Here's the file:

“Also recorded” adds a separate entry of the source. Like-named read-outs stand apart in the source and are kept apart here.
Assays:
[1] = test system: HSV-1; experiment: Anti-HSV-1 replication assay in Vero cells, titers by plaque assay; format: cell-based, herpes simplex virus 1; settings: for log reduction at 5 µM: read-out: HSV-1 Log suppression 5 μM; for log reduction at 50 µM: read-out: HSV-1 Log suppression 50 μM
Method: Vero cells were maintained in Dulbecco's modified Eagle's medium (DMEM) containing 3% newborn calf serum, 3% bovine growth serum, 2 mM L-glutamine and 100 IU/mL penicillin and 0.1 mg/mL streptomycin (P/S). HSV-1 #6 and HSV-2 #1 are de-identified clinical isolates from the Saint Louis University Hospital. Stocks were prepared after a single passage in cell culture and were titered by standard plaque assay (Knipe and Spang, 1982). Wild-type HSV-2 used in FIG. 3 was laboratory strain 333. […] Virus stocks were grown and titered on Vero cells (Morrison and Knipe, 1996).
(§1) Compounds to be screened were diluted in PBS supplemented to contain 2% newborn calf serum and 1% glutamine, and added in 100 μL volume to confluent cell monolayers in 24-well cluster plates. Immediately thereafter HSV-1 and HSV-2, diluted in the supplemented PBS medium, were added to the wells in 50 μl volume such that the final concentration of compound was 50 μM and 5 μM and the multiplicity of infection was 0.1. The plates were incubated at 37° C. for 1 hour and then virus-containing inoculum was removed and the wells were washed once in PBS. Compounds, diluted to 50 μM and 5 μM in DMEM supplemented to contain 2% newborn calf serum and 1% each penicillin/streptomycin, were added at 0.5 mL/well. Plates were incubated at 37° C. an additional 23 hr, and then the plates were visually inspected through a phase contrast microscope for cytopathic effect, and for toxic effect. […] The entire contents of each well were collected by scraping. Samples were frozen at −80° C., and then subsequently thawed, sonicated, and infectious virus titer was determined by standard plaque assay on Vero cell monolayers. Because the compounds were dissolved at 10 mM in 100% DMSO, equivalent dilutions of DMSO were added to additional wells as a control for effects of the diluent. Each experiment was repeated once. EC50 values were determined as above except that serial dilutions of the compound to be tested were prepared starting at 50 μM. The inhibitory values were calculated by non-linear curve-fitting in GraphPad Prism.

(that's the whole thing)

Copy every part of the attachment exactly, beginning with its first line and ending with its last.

“Also recorded” adds a separate entry of the source. Like-named read-outs stand apart in the source and are kept apart here.
Assays:
[1] = test system: HSV-1; experiment: Anti-HSV-1 replication assay in Vero cells, titers by plaque assay; format: cell-based, herpes simplex virus 1; settings: for log reduction at 5 µM: read-out: HSV-1 Log suppression 5 μM; for log reduction at 50 µM: read-out: HSV-1 Log suppression 50 μM
Method: Vero cells were maintained in Dulbecco's modified Eagle's medium (DMEM) containing 3% newborn calf serum, 3% bovine growth serum, 2 mM L-glutamine and 100 IU/mL penicillin and 0.1 mg/mL streptomycin (P/S). HSV-1 #6 and HSV-2 #1 are de-identified clinical isolates from the Saint Louis University Hospital. Stocks were prepared after a single passage in cell culture and were titered by standard plaque assay (Knipe and Spang, 1982). Wild-type HSV-2 used in FIG. 3 was laboratory strain 333. […] Virus stocks were grown and titered on Vero cells (Morrison and Knipe, 1996).
(§1) Compounds to be screened were diluted in PBS supplemented to contain 2% newborn calf serum and 1% glutamine, and added in 100 μL volume to confluent cell monolayers in 24-well cluster plates. Immediately thereafter HSV-1 and HSV-2, diluted in the supplemented PBS medium, were added to the wells in 50 μl volume such that the final concentration of compound was 50 μM and 5 μM and the multiplicity of infection was 0.1. The plates were incubated at 37° C. for 1 hour and then virus-containing inoculum was removed and the wells were washed once in PBS. Compounds, diluted to 50 μM and 5 μM in DMEM supplemented to contain 2% newborn calf serum and 1% each penicillin/streptomycin, were added at 0.5 mL/well. Plates were incubated at 37° C. an additional 23 hr, and then the plates were visually inspected through a phase contrast microscope for cytopathic effect, and for toxic effect. […] The entire contents of each well were collected by scraping. Samples were frozen at −80° C., and then subsequently thawed, sonicated, and infectious virus titer was determined by standard plaque assay on Vero cell monolayers. Because the compounds were dissolved at 10 mM in 100% DMSO, equivalent dilutions of DMSO were added to additional wells as a control for effects of the diluent. Each experiment was repeated once. EC50 values were determined as above except that serial dilutions of the compound to be tested were prepared starting at 50 μM. The inhibitory values were calculated by non-linear curve-fitting in GraphPad Prism.